The analysts predict the premium coking coal price to average US$110/t for the quarter-ending September before fully recovering by FY21-end. The Commonwealth Mid-Year Economic and Fiscal Outlook (MYEFO) estimates a -12% fall in coking coal prices in 2020-21 with upside of 18% forecasted for 2022-23.
Nickel – demand gap woes
Nickel Pig Iron (NPI) flows have seen a shift with increasing production and exports from Indonesia, supported by a weak domestic stainless-steel market and a ban on nickel ore exports.
This has somewhat offset falling production numbers in China, notes the Morgan Stanley team.
Contrary to expectations, nickel supply has seen minimal disruption but this has been overshadowed by a fall in demand from end-users due to lower stainless steel production and a contraction in China’s electric vehicles battery sales.
The team believes nickel presents limited upside potential unless there is a strong recovery in demand.
Macquarie experts note spot nickel prices are currently trading lower than their forecast. This will translate to lower earnings, the analysts predict, with average earnings for FY21-24 downgraded by -52% for Western Areas ((WSA)), -120% for Panoramic Resources ((PAN)), -55% for Mincor Resources ((MCR)) and -57% for Nickel Mines ((NIC)).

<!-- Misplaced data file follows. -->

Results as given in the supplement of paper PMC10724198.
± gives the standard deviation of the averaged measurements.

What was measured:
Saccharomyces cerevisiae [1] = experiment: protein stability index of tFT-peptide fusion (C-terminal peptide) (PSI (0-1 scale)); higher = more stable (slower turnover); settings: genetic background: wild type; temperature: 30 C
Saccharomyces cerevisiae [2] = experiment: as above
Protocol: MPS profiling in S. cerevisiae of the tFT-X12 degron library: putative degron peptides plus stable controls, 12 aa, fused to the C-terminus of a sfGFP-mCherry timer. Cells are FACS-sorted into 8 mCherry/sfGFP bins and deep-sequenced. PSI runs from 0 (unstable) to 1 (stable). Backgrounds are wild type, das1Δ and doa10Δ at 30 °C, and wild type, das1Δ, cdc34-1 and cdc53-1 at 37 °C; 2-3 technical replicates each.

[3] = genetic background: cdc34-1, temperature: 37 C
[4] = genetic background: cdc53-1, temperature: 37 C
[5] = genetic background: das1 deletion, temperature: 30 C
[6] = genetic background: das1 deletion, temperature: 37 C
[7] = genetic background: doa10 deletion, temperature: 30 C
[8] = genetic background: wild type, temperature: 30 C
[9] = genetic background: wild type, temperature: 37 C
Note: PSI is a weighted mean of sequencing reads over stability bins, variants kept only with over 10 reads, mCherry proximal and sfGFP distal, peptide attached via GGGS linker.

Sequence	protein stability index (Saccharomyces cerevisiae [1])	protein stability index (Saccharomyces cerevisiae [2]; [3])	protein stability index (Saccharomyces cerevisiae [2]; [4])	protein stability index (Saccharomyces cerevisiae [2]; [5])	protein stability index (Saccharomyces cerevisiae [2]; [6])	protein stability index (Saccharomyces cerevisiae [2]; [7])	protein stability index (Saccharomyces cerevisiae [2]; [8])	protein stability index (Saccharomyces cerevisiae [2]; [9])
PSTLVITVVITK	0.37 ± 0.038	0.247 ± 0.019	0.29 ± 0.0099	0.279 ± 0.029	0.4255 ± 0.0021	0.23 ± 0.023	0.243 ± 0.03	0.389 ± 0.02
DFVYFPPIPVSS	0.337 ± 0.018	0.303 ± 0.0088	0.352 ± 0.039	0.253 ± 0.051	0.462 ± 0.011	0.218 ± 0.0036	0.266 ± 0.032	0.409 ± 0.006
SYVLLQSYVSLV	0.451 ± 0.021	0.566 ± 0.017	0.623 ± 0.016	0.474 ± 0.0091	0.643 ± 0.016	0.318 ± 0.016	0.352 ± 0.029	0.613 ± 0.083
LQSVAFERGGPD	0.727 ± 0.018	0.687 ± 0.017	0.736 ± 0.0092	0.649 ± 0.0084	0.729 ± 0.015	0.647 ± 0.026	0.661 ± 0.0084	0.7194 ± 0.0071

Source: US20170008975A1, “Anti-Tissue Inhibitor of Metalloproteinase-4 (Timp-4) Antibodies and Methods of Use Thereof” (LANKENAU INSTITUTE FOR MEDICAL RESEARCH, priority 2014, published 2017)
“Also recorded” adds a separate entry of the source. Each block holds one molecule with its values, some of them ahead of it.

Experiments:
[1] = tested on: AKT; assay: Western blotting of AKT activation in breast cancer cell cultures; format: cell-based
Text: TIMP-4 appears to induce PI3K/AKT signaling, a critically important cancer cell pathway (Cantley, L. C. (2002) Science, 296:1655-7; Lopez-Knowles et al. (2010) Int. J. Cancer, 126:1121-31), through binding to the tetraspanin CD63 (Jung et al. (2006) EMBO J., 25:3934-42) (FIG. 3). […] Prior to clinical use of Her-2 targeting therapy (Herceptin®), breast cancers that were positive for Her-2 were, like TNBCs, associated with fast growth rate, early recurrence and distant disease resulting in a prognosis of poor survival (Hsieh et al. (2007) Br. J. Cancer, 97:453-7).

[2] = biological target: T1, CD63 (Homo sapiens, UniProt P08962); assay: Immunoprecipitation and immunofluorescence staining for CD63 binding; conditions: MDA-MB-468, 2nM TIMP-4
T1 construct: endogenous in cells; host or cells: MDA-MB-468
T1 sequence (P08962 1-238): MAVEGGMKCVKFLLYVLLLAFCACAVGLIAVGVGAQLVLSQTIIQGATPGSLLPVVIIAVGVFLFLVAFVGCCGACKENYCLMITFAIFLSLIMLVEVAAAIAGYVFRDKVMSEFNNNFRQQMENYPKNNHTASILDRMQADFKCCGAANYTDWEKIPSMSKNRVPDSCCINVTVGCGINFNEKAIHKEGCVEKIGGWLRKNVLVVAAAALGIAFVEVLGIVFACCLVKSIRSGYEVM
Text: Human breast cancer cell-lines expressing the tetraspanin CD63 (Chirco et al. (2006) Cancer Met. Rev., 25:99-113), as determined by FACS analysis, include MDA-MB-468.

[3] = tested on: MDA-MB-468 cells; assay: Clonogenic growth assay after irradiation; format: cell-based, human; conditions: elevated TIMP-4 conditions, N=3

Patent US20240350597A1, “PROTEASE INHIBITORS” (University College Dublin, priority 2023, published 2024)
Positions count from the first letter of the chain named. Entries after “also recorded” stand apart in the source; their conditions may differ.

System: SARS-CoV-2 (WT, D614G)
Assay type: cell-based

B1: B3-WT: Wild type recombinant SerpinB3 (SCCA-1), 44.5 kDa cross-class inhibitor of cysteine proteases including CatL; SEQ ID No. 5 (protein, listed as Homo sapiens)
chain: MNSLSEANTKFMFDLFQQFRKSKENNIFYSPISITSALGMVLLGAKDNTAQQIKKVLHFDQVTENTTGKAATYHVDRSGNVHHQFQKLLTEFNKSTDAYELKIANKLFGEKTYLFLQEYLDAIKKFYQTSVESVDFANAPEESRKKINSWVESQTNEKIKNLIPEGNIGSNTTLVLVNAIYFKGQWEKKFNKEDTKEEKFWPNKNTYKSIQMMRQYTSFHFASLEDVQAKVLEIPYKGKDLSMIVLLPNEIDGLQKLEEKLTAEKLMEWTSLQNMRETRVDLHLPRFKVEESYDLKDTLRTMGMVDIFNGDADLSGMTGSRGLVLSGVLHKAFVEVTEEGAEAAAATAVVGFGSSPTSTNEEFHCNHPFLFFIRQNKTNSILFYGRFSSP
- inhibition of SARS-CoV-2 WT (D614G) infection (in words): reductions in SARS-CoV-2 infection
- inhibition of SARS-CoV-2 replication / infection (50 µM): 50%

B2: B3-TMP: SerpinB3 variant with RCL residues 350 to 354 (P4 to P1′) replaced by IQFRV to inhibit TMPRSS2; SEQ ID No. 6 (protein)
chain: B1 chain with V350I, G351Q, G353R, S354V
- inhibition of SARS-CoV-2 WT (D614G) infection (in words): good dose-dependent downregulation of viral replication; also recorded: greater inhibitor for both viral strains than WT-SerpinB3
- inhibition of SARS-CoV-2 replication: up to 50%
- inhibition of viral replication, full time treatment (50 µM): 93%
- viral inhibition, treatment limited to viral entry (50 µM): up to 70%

Companies with gold exposure have their earnings shielded somewhat from price weakness in base metals generally and are therefore preferred by the Macquarie.
Manganese – further rally expected
Manganese prices have shot up materially, surging by 20-40% over the last four weeks led by logistics concerns in South Africa post-shutdown and recovering steel demand from China.
Overall, manganese is up 60-77% year-to-date at US$6.90/mtu with the Macquarie team expecting further upside.
The supply hit has prompted South32 ((S32)) to lower FY20 production guidance for South African Manganese by -12-19%. The Macquarie team retains its Neutral stance on the miner.
Mining dividends – the unexpected knight in shining armour